SB 277 And The Vaccine Debate

Pertussis was terrifying, because people were dying — specifically, tiny baby people. There are few things as terrifying as children dying from anything. And then there was a measles outbreak, which started at Disneyland, ostensibly the Happiest Place On Earth (until you contract measles, anyway). 

California Governor Jerry Brown signed into law yesterday SB 277; legislation which will require California children be fully vaccinated to be allowed to attend public school.

Excerpts from the bill:

Existing law prohibits the governing authority of a school or other institution from unconditionally admitting any person as a pupil of any public or private elementary or secondary school, child care center, day nursery, nursery school, family day care home, or development center, unless prior to his or her admission to that institution he or she has been fully immunized against various diseases, including measles, mumps, and pertussis, subject to any specific age criteria. Existing law authorizes an exemption from those provisions for medical reasons or because of personal beliefs, if specified forms are submitted to the governing authority.

This bill would eliminate the exemption from existing specified immunization requirements based upon personal beliefs, but would allow exemption from future immunization requirements deemed appropriate by the State Department of Public Health for either medical reasons or personal beliefs. The bill would exempt pupils in a home-based private school and students enrolled in an independent study program and who do not receive classroom-based instruction, pursuant to specified law from the prohibition described above.

Do you have a headache? I have a headache.

This is, without a doubt, the most widely discussed (read: debated) issue in my social media timeline this week — and for the last several months, really. I’d prefer to just write this up as an Oatmeal-style satire piece — fun! Because regardless of the “side” I take, I’m taking on half of my friends, my village, the women I love. (Also, I’ve gotten no fewer than 75 hate e-mails this week already.)

Despite the outrage, the bill is passed. Which means it’s not a bill any longer. It’s enacted, and going forward the language is clear: to attend public school, vaccines will be required (medical exemptions are still allowed). But I’m not seeing much from the “YAY SB 277 BILL PASSED!” camp today. I suspect this is because they know they are essentially sealing their fate by saying anything that would sound even remotely like support of government-mandated anything. In the circles I run in, those opposing the bill are the loudest. They feel angry, violated. I get that. I don't condemn them. 

In matters such as these you can't stand on the center line. It's either yes or no, in or out. And even before the state legislature pushed this into a black-or-white issue for parents, my husband and I agreed we would vaccinate the children, albeit it on a delayed schedule. It wasn’t an easy decision or an easy deliberation. We started out miles apart. But at the end of the day, we came together on the side of vaccination.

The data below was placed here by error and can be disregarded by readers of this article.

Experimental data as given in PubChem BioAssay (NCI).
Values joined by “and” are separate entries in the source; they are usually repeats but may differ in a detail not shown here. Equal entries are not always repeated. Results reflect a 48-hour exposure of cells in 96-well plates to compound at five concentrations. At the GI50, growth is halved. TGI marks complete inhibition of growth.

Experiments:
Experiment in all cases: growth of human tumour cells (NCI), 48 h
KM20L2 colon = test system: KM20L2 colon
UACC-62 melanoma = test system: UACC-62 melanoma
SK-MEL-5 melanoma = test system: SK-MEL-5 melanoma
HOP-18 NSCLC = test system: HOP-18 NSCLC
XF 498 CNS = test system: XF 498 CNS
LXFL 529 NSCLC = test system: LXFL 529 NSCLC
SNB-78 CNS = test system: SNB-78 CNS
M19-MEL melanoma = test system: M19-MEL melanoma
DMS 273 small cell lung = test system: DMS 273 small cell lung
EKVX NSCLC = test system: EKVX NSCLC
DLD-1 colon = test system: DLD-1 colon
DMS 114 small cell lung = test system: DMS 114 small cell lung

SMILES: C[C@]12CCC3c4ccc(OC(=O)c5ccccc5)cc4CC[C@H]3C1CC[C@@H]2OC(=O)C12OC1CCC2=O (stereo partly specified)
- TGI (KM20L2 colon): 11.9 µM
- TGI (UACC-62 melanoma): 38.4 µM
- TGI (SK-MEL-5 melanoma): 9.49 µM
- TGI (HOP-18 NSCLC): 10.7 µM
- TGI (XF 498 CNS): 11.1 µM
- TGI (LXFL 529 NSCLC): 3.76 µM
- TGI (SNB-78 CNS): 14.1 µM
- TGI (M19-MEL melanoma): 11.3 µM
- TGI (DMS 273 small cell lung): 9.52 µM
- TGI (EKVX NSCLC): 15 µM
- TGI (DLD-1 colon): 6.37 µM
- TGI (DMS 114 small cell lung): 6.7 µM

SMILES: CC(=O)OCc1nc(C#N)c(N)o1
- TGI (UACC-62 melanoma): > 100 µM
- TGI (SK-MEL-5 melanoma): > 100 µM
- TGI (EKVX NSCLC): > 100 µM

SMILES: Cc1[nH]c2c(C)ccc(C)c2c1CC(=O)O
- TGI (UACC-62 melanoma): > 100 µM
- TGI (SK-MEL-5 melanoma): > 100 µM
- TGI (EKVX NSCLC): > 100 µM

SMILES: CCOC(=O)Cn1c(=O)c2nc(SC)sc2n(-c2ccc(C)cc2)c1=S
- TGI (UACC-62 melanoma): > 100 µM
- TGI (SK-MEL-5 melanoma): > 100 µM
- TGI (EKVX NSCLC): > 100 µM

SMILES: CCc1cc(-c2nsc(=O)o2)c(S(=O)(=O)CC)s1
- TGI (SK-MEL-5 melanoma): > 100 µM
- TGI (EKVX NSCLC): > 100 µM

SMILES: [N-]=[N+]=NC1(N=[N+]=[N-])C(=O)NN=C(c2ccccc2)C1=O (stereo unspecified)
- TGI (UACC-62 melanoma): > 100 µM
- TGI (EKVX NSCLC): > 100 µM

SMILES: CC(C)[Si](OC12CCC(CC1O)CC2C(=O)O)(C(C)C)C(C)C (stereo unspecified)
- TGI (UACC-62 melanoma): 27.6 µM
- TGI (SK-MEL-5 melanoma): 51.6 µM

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I have kids on both ends of the vaccine spectrum, so to speak. When my older children were babies (in the mid-'90s), some of the currently-required vaccines weren’t even on the radar. Varicella was newly developed and without proven long-term efficacy. Hep B and Hib were in development, but certainly not in rotation. My pediatrician was as hippie-skeptic as they came back then, so all of this was coming up at every well visit. We discussed vaccines and their safety — just as we discussed everything from circumcision to antibiotics — and ultimately decided to forgo Varicella in light of the somewhat unclear data.

Those kids grew up from little people to big people. Vaccines didn’t kill or maim them. Polio didn’t cripple them. We didn’t have to worry about whooping cough or measles, they weren’t even a blip on the radar. They didn’t get autism or become paralyzed — nothing remarkable at all happened really. They just grew up.

Fast forward. In addition to my 15, 17, and 19-year-old children, I’ve added two more — who are now 3 and 4.

I’d consider myself a credible hippie. I scrub my sink with baking soda — until it’s stained; then I pull out the big bleach guns. I went no-poo for some time — sort of gross, honestly. I stopped shaving my armpits and wearing deodorant — sort of liberating. I had a baby in my kitchen — sort of messy, but how many people can say that?

During my second-wave parenting, research was easier to come by, via the Internet (which was previously only an imagined possibility), and I found myself immersed in a culture of women who simply weren't vaccinating their babies. They had important things to say, with research to support their decision, and while I wasn’t holding any firm footing in the “con” camp, my husband and I opted to do a very delayed schedule of immunizations (which mostly just amounted to me never taking them to the pediatrician) — and further, to opt out of some entirely.